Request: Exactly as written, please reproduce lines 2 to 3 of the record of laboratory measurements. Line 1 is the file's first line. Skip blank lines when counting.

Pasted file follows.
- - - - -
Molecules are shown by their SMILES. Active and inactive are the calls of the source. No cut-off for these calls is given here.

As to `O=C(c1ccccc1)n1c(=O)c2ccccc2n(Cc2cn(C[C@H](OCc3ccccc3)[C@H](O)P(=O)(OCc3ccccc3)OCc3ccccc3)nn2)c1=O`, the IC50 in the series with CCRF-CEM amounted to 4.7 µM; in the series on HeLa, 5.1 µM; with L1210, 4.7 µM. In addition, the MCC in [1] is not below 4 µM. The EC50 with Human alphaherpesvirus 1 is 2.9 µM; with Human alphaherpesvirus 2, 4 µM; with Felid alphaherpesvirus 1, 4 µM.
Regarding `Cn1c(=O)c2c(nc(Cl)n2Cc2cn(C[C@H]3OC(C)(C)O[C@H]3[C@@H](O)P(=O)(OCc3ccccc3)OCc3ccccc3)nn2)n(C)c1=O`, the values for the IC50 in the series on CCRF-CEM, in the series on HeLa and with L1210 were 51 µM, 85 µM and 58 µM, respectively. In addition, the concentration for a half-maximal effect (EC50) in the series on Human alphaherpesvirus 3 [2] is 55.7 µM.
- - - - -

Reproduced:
As to `O=C(c1ccccc1)n1c(=O)c2ccccc2n(Cc2cn(C[C@H](OCc3ccccc3)[C@H](O)P(=O)(OCc3ccccc3)OCc3ccccc3)nn2)c1=O`, the IC50 in the series with CCRF-CEM amounted to 4.7 µM; in the series on HeLa, 5.1 µM; with L1210, 4.7 µM. In addition, the MCC in [1] is not below 4 µM. The EC50 with Human alphaherpesvirus 1 is 2.9 µM; with Human alphaherpesvirus 2, 4 µM; with Felid alphaherpesvirus 1, 4 µM.
Regarding `Cn1c(=O)c2c(nc(Cl)n2Cc2cn(C[C@H]3OC(C)(C)O[C@H]3[C@@H](O)P(=O)(OCc3ccccc3)OCc3ccccc3)nn2)n(C)c1=O`, the values for the IC50 in the series on CCRF-CEM, in the series on HeLa and with L1210 were 51 µM, 85 µM and 58 µM, respectively. In addition, the concentration for a half-maximal effect (EC50) in the series on Human alphaherpesvirus 3 [2] is 55.7 µM.